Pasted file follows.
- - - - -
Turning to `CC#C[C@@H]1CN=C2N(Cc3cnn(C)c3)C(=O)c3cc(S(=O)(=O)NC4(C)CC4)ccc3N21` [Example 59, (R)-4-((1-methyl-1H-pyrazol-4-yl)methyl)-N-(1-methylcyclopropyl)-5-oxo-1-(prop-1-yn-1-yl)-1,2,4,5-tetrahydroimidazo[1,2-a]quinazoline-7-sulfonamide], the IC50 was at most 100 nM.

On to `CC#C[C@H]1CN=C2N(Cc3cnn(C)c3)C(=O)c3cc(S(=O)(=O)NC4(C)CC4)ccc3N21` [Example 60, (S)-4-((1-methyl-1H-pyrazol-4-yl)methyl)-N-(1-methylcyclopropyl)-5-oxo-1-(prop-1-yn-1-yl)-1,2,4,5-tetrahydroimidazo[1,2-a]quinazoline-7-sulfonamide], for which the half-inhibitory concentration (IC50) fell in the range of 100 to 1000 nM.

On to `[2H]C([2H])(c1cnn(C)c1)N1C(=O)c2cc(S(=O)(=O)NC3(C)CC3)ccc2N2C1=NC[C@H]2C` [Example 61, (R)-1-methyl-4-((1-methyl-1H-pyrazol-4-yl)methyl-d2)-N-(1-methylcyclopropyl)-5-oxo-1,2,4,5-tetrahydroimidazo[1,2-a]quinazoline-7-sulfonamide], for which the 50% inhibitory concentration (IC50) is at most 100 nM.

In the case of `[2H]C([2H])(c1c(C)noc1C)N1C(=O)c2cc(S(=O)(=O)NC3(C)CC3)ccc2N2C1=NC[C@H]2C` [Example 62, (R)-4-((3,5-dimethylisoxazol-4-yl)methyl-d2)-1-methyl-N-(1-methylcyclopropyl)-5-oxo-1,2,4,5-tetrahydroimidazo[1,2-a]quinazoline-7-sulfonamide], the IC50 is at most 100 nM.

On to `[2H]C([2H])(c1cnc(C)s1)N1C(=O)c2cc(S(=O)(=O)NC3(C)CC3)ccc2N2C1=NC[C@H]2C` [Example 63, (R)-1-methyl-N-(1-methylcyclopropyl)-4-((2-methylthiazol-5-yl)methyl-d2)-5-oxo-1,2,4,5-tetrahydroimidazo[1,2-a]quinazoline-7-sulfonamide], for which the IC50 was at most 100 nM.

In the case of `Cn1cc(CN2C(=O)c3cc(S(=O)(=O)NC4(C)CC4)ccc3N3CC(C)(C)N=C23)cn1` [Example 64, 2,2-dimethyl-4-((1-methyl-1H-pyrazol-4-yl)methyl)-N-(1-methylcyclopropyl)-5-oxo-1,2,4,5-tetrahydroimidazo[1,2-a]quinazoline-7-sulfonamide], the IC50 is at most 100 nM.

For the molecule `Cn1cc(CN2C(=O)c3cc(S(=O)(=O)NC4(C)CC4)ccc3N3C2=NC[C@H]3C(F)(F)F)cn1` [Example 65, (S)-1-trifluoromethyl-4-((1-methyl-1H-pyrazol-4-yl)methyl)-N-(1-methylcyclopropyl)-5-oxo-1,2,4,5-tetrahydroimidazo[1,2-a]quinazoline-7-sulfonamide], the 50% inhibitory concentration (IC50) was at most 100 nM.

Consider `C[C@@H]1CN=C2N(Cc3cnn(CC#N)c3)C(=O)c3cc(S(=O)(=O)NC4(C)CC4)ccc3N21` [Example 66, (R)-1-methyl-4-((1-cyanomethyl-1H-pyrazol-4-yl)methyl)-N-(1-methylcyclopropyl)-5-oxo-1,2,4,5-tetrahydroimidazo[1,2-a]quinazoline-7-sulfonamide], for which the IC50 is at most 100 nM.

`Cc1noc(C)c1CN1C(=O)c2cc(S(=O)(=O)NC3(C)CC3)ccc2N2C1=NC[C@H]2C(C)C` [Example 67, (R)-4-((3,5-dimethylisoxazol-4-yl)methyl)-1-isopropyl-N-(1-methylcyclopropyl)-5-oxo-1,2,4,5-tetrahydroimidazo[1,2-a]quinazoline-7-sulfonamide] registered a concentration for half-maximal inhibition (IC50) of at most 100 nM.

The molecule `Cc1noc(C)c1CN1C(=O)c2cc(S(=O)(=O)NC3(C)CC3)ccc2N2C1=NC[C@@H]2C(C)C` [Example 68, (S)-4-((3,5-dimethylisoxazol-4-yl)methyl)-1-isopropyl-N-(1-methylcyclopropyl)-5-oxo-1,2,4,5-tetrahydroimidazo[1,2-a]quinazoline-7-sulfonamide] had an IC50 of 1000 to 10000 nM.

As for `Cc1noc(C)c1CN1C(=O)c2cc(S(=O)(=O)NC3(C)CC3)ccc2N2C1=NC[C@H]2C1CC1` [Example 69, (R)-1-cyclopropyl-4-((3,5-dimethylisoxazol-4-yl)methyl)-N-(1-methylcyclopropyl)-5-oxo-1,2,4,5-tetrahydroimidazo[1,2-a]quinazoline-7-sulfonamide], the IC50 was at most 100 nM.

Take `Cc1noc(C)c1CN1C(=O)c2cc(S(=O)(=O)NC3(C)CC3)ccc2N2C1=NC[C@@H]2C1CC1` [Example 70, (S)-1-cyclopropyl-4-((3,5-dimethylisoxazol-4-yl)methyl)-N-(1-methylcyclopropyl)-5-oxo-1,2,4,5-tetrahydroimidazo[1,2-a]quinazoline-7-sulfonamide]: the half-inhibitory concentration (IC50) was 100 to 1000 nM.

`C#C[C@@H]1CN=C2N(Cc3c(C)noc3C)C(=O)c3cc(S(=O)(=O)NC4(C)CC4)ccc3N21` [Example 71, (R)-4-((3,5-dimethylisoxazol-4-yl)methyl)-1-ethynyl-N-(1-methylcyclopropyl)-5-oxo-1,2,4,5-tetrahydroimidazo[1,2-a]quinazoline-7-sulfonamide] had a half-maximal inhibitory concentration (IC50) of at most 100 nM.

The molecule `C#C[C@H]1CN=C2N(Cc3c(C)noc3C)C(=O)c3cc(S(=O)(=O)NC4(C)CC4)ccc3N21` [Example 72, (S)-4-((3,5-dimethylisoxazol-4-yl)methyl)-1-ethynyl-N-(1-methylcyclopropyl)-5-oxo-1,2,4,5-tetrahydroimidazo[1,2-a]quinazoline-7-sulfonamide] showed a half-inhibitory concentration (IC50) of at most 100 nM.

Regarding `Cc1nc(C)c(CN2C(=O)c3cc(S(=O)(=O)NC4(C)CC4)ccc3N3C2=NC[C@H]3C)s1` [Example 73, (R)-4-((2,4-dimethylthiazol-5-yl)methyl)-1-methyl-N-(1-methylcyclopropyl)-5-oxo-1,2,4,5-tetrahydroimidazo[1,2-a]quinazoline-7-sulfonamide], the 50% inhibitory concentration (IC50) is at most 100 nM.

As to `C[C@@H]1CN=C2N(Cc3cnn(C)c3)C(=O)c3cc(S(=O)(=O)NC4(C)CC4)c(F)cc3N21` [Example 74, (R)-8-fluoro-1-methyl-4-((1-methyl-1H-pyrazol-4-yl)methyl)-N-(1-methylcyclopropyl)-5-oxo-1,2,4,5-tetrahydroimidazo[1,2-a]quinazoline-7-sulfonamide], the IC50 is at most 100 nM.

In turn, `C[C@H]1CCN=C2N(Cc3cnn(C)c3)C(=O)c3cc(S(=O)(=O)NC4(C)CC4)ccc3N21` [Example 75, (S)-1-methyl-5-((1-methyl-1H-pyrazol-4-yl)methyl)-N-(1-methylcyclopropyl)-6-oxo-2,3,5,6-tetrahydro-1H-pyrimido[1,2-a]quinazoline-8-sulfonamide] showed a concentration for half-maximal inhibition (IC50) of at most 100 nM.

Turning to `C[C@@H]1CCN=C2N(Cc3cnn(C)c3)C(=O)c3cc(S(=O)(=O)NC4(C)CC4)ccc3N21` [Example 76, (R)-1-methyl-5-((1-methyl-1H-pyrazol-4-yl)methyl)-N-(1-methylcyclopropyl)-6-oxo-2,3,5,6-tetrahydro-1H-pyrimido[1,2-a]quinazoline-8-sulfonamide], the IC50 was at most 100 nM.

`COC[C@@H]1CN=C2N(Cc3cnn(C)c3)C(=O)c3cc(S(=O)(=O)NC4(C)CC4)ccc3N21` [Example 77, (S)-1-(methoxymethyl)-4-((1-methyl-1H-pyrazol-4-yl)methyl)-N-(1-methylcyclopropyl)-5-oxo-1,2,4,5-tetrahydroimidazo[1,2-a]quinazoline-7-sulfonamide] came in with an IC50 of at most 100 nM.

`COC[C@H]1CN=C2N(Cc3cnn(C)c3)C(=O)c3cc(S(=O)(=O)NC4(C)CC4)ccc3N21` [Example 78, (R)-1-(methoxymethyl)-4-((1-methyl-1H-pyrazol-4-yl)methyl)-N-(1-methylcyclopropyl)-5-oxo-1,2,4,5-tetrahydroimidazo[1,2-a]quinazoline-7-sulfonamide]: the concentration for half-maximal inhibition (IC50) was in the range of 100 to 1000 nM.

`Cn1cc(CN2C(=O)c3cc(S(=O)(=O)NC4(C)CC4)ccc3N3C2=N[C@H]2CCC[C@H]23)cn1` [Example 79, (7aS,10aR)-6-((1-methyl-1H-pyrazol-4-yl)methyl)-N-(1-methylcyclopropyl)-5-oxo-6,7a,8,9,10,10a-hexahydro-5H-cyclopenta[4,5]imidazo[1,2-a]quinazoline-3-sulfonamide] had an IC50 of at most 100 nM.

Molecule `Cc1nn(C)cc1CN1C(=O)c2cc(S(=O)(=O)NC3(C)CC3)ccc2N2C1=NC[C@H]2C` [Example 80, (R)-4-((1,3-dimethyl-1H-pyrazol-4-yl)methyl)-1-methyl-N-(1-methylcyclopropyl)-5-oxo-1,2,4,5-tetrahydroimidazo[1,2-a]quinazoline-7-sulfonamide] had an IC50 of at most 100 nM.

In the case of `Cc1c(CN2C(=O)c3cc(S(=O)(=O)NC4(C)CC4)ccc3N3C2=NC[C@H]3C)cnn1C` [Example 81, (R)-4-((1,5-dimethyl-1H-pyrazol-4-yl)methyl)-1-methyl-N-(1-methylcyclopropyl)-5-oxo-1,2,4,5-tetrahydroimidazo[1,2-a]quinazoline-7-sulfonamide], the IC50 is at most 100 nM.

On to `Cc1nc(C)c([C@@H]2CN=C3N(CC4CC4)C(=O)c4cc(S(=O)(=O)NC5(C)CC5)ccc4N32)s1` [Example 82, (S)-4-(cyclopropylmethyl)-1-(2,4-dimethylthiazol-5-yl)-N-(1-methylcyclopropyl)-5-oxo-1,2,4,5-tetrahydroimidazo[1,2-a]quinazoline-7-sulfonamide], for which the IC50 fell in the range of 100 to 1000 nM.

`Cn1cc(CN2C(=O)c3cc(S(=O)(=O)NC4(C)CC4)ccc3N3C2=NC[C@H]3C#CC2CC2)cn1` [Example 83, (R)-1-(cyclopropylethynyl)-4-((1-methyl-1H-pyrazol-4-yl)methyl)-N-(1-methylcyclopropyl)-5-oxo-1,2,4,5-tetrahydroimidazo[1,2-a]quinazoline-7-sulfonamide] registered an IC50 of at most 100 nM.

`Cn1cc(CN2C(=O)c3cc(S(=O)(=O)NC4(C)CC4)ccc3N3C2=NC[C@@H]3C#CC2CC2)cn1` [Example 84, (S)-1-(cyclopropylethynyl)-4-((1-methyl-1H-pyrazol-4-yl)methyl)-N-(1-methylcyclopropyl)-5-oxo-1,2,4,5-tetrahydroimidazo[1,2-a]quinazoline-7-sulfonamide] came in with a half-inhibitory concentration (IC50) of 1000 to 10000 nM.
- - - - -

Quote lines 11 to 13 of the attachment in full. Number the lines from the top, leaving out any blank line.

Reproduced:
As for `Cc1noc(C)c1CN1C(=O)c2cc(S(=O)(=O)NC3(C)CC3)ccc2N2C1=NC[C@H]2C1CC1` [Example 69, (R)-1-cyclopropyl-4-((3,5-dimethylisoxazol-4-yl)methyl)-N-(1-methylcyclopropyl)-5-oxo-1,2,4,5-tetrahydroimidazo[1,2-a]quinazoline-7-sulfonamide], the IC50 was at most 100 nM.

Take `Cc1noc(C)c1CN1C(=O)c2cc(S(=O)(=O)NC3(C)CC3)ccc2N2C1=NC[C@@H]2C1CC1` [Example 70, (S)-1-cyclopropyl-4-((3,5-dimethylisoxazol-4-yl)methyl)-N-(1-methylcyclopropyl)-5-oxo-1,2,4,5-tetrahydroimidazo[1,2-a]quinazoline-7-sulfonamide]: the half-inhibitory concentration (IC50) was 100 to 1000 nM.

`C#C[C@@H]1CN=C2N(Cc3c(C)noc3C)C(=O)c3cc(S(=O)(=O)NC4(C)CC4)ccc3N21` [Example 71, (R)-4-((3,5-dimethylisoxazol-4-yl)methyl)-1-ethynyl-N-(1-methylcyclopropyl)-5-oxo-1,2,4,5-tetrahydroimidazo[1,2-a]quinazoline-7-sulfonamide] had a half-maximal inhibitory concentration (IC50) of at most 100 nM.